Piano Technique 7

  1. Fluency No.1 & No.2
  2. Fluency No.3
  3. The School of Velocity
  4. Blues Chromatique
  5. Symmetric scale
  6. Practice Material

    Subject Index - Topic Index

    PIANO LAB - Intro - Songs

Lessons | 1 | 2 | 3 | 4 | 5 | 6 | 7 | 8 | 9 | 10 | ?? |

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KT 7.1 - Fluency No.1 & No.2

Fluency exercises are the fourth and final component in a effective keyboard technique practice session. They are etudes which typically contain long scale runs, arpeggios and repeated finger patterns.

The focus in these etudes should always be on achieving evenness, not high speed.
Once controlled evenness is achieved, higher speeds will develop naturally and without much effort.

Practise therefore all Fluency exercises


with an ACCENT on each DOWNBEAT

Fluency No.1 focusses on scale runs played in the right hand.

Audio 7.1 - MM = 50
Audio 7.1a - MM = 100


Make sure to :

  1. use the fingerings as indicated on the scores,

  2. place a firm accent on each beat.

  3. start slowly, with a tempo of 50-60 beats per minute.

  4. play half the time with a Metronome, half without it.
Gradually increase the tempo.

When you can play the piece fluently and evenly at speeds of 100+ beats per minute you may take out the accents physically, but keep thinking them in your mind at all times.

Fluency No.2 focusses on scale runs in the left hand.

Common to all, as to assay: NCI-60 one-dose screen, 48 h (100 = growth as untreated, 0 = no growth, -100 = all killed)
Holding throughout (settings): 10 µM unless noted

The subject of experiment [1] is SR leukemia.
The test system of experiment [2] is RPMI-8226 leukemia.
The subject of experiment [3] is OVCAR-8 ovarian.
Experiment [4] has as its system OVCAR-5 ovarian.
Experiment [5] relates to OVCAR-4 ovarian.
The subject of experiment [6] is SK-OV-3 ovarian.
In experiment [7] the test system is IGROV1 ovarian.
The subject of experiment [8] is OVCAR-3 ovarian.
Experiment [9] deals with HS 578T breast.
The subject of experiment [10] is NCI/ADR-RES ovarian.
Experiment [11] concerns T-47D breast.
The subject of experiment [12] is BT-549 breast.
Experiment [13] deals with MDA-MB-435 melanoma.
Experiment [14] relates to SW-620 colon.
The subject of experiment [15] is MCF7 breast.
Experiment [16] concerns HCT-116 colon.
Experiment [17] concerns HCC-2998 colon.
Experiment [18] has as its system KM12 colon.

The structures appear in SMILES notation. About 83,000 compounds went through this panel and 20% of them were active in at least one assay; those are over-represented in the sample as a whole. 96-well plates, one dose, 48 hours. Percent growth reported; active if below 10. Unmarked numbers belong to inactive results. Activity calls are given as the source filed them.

Approach this and all other Fluency pieces in the same way as described above.

Audio 7.2 - MM = 50
Audio 7.2a - MM = 100


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KT 7.2 - Fluency No.3

Below three of the scale-tone chords of the C major scale.
(Scale-tone chords are chords that consist entirely of notes from a particular scale.)

Audio 7.3

These are the :

These three chords form one of the most important chord segments used in Jazz and Popular Western music :

the IImin7 - V7 - Imaj7 chord progression

Audio 7.4

Always avoid playing the three chords in root position as shown above. The shifts up and down from one chord to the next sound very amateurish.

Instead alternate voicings, for example shown below, where the II and I chords are played in root position and the V chord is played in 2nd inversion. (For chord voicings see Lesson 10).
This produces a very smoothly voiced chord sequence.

Audio 7.5

Fluency No.3 is based on the IIm7-V7-Imaj7 chord progression and covers all twelve keys.
The right hand plays a scale run, the left hand plays the IIm7 - V7 - Imaj7 scale-tone chord progression that is derived from the same scale.

Audio 7.6

This is a good Fluency exercise and at the same time teaches you the the IIm7 - V7 - Imaj7 chord progression and its underlying scale in all keys.

There is a Play-a-Long tracks (P-a-L) for Fluency No.3 included in this Course.
Use it after you have practised the exercise for a while and feel confident with it.

As a general rule play closed position chords (when all chord tones fall within the span of 1 octave, usually played with one hand) so that the bottom note of the chord voicing falls within this range:

Chords played below this range sound 'muddy', chords above this range start to sound 'tinny'.

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KT 7.3 - The School of Velocity

kb007.gif To compliment the Fluency Exercises in this Course I suggest you get a copy of the School of Velocity - Opus 299 ('Die Schule der Geläufigkeit') by Carl Czerny (1791 - 1857).
Carl Czerny was a student of Beethoven and later became the teacher of Franz Liszt.